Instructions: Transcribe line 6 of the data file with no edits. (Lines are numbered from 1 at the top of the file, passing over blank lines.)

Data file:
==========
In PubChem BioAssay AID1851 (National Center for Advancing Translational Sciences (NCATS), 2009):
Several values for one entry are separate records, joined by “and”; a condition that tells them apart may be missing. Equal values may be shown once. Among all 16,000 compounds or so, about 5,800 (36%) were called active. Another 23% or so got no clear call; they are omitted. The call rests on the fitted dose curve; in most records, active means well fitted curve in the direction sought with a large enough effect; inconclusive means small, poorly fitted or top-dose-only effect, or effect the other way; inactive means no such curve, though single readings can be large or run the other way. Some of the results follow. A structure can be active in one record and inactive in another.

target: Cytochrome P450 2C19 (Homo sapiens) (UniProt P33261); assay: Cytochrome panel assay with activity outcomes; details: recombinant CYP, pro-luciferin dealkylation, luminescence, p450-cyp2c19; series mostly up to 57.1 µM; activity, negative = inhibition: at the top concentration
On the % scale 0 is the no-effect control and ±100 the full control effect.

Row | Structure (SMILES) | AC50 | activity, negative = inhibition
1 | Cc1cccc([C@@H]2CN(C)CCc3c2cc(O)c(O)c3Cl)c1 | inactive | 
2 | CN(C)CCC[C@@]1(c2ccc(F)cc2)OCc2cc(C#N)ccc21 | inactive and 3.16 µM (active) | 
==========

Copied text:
1 | Cc1cccc([C@@H]2CN(C)CCc3c2cc(O)c(O)c3Cl)c1 | inactive | 